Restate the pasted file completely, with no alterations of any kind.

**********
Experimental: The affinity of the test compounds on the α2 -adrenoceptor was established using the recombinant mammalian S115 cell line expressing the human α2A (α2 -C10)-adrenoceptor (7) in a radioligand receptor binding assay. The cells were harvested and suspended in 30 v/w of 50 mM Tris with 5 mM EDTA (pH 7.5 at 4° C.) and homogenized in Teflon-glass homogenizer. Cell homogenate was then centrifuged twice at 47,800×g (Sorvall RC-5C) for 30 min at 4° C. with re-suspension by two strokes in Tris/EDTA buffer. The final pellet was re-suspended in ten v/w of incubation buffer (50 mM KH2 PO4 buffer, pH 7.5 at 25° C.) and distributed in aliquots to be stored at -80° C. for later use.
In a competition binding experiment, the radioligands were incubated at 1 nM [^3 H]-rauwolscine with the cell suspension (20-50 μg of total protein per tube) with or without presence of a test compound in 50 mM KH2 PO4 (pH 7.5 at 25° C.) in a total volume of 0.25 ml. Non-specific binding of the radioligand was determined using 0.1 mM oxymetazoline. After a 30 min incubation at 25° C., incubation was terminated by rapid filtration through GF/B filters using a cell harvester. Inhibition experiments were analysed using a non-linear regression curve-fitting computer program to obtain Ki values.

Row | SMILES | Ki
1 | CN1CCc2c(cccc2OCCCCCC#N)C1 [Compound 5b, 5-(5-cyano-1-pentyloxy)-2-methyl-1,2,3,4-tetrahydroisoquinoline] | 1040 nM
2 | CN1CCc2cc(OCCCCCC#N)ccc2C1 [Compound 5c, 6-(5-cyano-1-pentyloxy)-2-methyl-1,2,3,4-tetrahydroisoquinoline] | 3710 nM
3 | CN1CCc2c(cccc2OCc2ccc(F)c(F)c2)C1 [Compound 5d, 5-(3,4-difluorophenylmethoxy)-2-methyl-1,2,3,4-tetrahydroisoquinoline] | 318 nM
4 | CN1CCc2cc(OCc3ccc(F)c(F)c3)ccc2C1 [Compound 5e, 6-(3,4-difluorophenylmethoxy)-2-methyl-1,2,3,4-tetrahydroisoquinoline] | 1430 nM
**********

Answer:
Experimental: The affinity of the test compounds on the α2 -adrenoceptor was established using the recombinant mammalian S115 cell line expressing the human α2A (α2 -C10)-adrenoceptor (7) in a radioligand receptor binding assay. The cells were harvested and suspended in 30 v/w of 50 mM Tris with 5 mM EDTA (pH 7.5 at 4° C.) and homogenized in Teflon-glass homogenizer. Cell homogenate was then centrifuged twice at 47,800×g (Sorvall RC-5C) for 30 min at 4° C. with re-suspension by two strokes in Tris/EDTA buffer. The final pellet was re-suspended in ten v/w of incubation buffer (50 mM KH2 PO4 buffer, pH 7.5 at 25° C.) and distributed in aliquots to be stored at -80° C. for later use.
In a competition binding experiment, the radioligands were incubated at 1 nM [^3 H]-rauwolscine with the cell suspension (20-50 μg of total protein per tube) with or without presence of a test compound in 50 mM KH2 PO4 (pH 7.5 at 25° C.) in a total volume of 0.25 ml. Non-specific binding of the radioligand was determined using 0.1 mM oxymetazoline. After a 30 min incubation at 25° C., incubation was terminated by rapid filtration through GF/B filters using a cell harvester. Inhibition experiments were analysed using a non-linear regression curve-fitting computer program to obtain Ki values.

Row | SMILES | Ki
1 | CN1CCc2c(cccc2OCCCCCC#N)C1 [Compound 5b, 5-(5-cyano-1-pentyloxy)-2-methyl-1,2,3,4-tetrahydroisoquinoline] | 1040 nM
2 | CN1CCc2cc(OCCCCCC#N)ccc2C1 [Compound 5c, 6-(5-cyano-1-pentyloxy)-2-methyl-1,2,3,4-tetrahydroisoquinoline] | 3710 nM
3 | CN1CCc2c(cccc2OCc2ccc(F)c(F)c2)C1 [Compound 5d, 5-(3,4-difluorophenylmethoxy)-2-methyl-1,2,3,4-tetrahydroisoquinoline] | 318 nM
4 | CN1CCc2cc(OCc3ccc(F)c(F)c3)ccc2C1 [Compound 5e, 6-(3,4-difluorophenylmethoxy)-2-methyl-1,2,3,4-tetrahydroisoquinoline] | 1430 nM